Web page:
Saturday, June 8, 2024

The simplest data pipeline ever

As software engineers what we care most about is getting stuff done. The simplest approach is probably the best, as long as it doesn't cause long term issues.

I was working on a project where the creation and initialization of a few PostgreSQL databases required data migration and transformation from another set of databases. The first step in this process involved loading a few hundreds of millions of records from the source databases into the destination databases.
I wanted to implement this in a way that is fully automated, and at the same time, I wanted to simplify this process as much as possible. So, no fancy tools. No cloud infrastructure. No nothing. Is that even possible?

The approach we followed was simply using Linux pipes! Linux pipes can transfer data from one process to another. So how could this help with this data import process ?

Postgres provides useful command line utilities that can be used to export and import data. For example this command exports data from a table called mydata to the standard output:

psql -h source -U postgres -d test -c "\copy mydata TO STDOUT"

On the other hand you can import data from standard input to a database table using this command:

psql -h destination -U postgres -d test -c "\copy mydata FROM STDIN"

With the power of Linux pipelines it's possible to stitch these commands together so that the output of the first command feeds into the input of the next and data flows from one database to another.

psql -h source -U postgres -d test -c "\copy mydata TO STDOUT" | psql -h destination -U postgres -d test -c "\copy mydata FROM STDIN"

Pretty simple. Isn't it? However since this operation may take a few hours, wouldn't it be nice to have some sort of progress indication ?
This is where another handy Linux utility comes to play: The pv utility. From the man page:

pv - monitor the progress of data through a pipe

By default this tool shows the number of bytes flowing through the pipe, however in the process of data import, the number of imported records is a better representative of the progress of the operation. The good thing is that pv has switches that enable counting the number of lines instead of bytes. So the final solution would look like:

psql -h source -U postgres -d test -c "\copy mydata TO STDOUT" | \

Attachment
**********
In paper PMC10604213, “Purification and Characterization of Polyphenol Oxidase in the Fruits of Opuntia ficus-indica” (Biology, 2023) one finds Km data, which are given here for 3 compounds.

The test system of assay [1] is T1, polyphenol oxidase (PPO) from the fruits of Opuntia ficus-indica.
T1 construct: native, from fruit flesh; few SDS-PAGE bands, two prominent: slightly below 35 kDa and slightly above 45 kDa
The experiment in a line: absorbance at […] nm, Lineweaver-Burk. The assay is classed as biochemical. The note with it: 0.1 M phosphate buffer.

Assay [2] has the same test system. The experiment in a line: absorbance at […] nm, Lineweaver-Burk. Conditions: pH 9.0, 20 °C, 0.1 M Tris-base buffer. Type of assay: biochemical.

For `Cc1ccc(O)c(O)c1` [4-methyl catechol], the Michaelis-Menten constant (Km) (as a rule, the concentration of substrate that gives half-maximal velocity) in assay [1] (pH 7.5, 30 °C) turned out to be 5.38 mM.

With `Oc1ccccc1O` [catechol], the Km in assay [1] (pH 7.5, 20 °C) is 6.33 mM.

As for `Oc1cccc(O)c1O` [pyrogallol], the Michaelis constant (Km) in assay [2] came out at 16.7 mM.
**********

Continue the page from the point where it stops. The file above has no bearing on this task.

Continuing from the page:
pv --line-mode --size 100000000 | \ 
psql -h destination -U postgres -d test -c "\copy mydata FROM STDIN"

Note that the --size parameter assumes knowledge of the total number of records, which can be retrieved using a simple select count(*), or just omitted.

When I run this in terminal, the progress looks like:

Transferring 100m records from one database to another both running as containers on my local machine took about 8 minutes. In case of transferring data over the network, it's expected to be slower.

Needless to say that in the real life implementation other steps were required like retrieving the credentials for the source and destination databases and hooking the scripts into a CI pipeline.

Surely, this isn't the most efficient way to transfer a lot of data. Note that the data is transferred as text which is far less efficient than the binary transfer that proper data import tools would use. As with any decision we make as software engineers it's all about tradeoffs. My priorities were clear: We need the simplest possible repeatable solution.

If you're interested in trying this on your machine, this is how I prepared the above screenshots:
Let's start with a docker compose file which instantiates 3 containers:

  1. A source database
  2. A destination database
  3. And a client where there data import / export process is executed.
version: "3.8"

    driver: bridge

    image: postgres:16.1
      - type: volume
        source: source-data
        target: /var/lib/postgresql/data
      - 9432:5432

    image: postgres:16.1
      - type: volume
        source: destination-data
        target: /var/lib/postgresql/data
      - 9433:5432

    container_name: postgres_client
    build: .
    entrypoint: [ "sleep", "infinity" ]

    external: true
    name: source-data

    external: true
    name: destination-data


Note that for the client container a Dockerfile is used and that is to ensure that the required utilities for this process -in particular pv- are installed. Additionally to copy the .pgpass file which contains the database passwords. 

FROM postgres:16.1

RUN apt-get update

RUN apt-get install pv

COPY pgpass /root/.pgpass

RUN chmod 0600 /root/.pgpass



Then start this docker compose stack using:

docker compose up -d --build

Connect to the databases using your favorite tool (mine is Azure data studio) and create the test table by executing this query:

CREATE TABLE public.mydata (
	id int NOT NULL,
    firstname varchar NULL,
	lastname varchar NULL,
	email varchar NULL,

The next step would be to populate some test data into the source database:

INSERT INTO public.mydata
(firstname, lastname, email, id)
select concat('firstname', counter), concat('lastname', counter), concat('firstname', counter, '.', 'lastname', counter, ''), counter
	from pg_catalog.generate_series(1, 100000000) as counter

Then connect to the client container using:

docker compose exec client bash

And execute the script to start the data migration:

psql -h source -U postgres -d test -c "\copy mydata TO STDOUT" | \ 
pv --line-mode --size 100000000 | \ 
psql -h destination -U postgres -d test -c "\copy mydata FROM STDIN"


I hope this helps.

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